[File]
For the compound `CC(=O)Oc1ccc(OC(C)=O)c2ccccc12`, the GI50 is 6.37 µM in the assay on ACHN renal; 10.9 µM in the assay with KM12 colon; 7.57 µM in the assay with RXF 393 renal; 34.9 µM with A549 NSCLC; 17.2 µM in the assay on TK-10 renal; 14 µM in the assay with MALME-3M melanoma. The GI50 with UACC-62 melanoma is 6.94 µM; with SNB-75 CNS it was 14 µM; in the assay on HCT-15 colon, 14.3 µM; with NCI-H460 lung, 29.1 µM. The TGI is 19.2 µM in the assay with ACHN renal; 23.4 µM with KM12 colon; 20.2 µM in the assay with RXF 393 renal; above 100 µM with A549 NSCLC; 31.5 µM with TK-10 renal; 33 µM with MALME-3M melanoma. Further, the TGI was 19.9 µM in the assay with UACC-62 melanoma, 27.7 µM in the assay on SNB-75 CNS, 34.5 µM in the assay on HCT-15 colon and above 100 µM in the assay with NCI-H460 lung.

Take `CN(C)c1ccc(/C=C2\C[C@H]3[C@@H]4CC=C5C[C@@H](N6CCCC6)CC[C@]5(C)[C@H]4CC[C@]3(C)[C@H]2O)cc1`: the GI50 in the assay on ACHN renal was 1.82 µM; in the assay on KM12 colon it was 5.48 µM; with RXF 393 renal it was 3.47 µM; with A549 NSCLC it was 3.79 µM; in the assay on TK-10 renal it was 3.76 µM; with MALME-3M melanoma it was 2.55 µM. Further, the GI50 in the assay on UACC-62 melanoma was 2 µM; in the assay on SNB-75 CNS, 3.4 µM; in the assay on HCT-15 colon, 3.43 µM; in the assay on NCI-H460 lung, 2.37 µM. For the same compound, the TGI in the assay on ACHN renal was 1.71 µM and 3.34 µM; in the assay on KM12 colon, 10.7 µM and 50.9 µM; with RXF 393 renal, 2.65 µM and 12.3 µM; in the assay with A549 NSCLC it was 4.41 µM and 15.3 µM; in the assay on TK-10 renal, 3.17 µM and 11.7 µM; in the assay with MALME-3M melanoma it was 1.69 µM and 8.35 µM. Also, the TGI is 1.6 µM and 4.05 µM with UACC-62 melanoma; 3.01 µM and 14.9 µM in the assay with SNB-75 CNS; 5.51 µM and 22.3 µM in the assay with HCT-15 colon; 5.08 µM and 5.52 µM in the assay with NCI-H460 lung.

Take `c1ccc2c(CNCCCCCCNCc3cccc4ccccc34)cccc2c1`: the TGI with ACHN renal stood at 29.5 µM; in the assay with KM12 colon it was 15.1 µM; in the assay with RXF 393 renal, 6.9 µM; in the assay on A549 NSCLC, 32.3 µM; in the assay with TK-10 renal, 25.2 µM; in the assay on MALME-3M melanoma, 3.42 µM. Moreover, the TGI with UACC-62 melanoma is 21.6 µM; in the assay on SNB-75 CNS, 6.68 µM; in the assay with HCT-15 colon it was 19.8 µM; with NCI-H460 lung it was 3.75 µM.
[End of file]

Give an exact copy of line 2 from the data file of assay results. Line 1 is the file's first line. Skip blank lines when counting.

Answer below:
Take `CN(C)c1ccc(/C=C2\C[C@H]3[C@@H]4CC=C5C[C@@H](N6CCCC6)CC[C@]5(C)[C@H]4CC[C@]3(C)[C@H]2O)cc1`: the GI50 in the assay on ACHN renal was 1.82 µM; in the assay on KM12 colon it was 5.48 µM; with RXF 393 renal it was 3.47 µM; with A549 NSCLC it was 3.79 µM; in the assay on TK-10 renal it was 3.76 µM; with MALME-3M melanoma it was 2.55 µM. Further, the GI50 in the assay on UACC-62 melanoma was 2 µM; in the assay on SNB-75 CNS, 3.4 µM; in the assay on HCT-15 colon, 3.43 µM; in the assay on NCI-H460 lung, 2.37 µM. For the same compound, the TGI in the assay on ACHN renal was 1.71 µM and 3.34 µM; in the assay on KM12 colon, 10.7 µM and 50.9 µM; with RXF 393 renal, 2.65 µM and 12.3 µM; in the assay with A549 NSCLC it was 4.41 µM and 15.3 µM; in the assay on TK-10 renal, 3.17 µM and 11.7 µM; in the assay with MALME-3M melanoma it was 1.69 µM and 8.35 µM. Also, the TGI is 1.6 µM and 4.05 µM with UACC-62 melanoma; 3.01 µM and 14.9 µM in the assay with SNB-75 CNS; 5.51 µM and 22.3 µM in the assay with HCT-15 colon; 5.08 µM and 5.52 µM in the assay with NCI-H460 lung.